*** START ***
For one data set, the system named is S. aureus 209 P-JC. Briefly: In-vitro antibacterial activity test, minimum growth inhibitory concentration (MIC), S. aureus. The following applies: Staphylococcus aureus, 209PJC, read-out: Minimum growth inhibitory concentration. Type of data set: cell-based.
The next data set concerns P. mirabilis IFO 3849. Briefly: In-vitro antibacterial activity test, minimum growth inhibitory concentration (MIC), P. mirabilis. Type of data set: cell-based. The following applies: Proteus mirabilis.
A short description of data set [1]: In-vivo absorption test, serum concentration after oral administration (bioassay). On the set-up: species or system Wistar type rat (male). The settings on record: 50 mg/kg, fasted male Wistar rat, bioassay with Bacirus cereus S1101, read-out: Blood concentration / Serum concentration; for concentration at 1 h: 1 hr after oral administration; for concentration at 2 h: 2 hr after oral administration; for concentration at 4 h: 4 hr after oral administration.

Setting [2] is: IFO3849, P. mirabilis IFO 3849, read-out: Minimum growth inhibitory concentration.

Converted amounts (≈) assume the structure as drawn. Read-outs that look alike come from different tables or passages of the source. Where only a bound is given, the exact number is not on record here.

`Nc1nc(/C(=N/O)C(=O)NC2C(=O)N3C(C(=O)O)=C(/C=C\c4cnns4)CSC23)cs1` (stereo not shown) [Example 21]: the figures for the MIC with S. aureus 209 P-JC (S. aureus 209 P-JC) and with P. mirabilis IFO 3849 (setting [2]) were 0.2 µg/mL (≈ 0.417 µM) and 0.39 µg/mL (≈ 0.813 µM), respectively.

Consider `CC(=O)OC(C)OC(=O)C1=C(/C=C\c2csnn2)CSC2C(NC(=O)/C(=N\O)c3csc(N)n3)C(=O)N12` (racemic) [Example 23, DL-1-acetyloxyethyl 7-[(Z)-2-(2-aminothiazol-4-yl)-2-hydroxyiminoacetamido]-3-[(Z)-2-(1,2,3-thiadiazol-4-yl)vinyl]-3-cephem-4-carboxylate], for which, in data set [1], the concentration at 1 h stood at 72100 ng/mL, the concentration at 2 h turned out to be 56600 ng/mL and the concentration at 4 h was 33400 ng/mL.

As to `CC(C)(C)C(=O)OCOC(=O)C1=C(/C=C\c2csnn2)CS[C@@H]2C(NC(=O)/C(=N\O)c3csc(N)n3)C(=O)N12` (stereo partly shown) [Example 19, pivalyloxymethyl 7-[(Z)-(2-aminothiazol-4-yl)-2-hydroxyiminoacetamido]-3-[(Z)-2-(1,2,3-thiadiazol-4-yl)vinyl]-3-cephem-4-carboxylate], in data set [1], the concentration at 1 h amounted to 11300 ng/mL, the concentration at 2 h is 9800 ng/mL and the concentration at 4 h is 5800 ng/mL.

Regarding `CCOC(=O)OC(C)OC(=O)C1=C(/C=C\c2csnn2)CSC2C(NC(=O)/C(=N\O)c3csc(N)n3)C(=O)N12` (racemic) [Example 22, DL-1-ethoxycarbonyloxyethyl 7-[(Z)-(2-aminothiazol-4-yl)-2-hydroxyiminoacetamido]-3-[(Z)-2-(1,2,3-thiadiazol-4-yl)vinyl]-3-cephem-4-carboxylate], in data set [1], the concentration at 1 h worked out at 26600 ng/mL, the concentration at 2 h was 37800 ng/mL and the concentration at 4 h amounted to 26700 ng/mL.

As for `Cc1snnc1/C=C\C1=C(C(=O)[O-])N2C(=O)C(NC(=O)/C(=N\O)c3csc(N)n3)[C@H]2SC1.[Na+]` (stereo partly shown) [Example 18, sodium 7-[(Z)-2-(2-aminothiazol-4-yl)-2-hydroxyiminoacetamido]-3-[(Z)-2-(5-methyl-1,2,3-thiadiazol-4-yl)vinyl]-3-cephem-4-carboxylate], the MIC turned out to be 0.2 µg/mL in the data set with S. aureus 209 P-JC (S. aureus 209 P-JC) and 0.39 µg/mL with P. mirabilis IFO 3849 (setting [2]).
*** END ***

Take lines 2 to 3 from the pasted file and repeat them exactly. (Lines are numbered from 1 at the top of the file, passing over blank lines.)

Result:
The next data set concerns P. mirabilis IFO 3849. Briefly: In-vitro antibacterial activity test, minimum growth inhibitory concentration (MIC), P. mirabilis. Type of data set: cell-based. The following applies: Proteus mirabilis.
A short description of data set [1]: In-vivo absorption test, serum concentration after oral administration (bioassay). On the set-up: species or system Wistar type rat (male). The settings on record: 50 mg/kg, fasted male Wistar rat, bioassay with Bacirus cereus S1101, read-out: Blood concentration / Serum concentration; for concentration at 1 h: 1 hr after oral administration; for concentration at 2 h: 2 hr after oral administration; for concentration at 4 h: 4 hr after oral administration.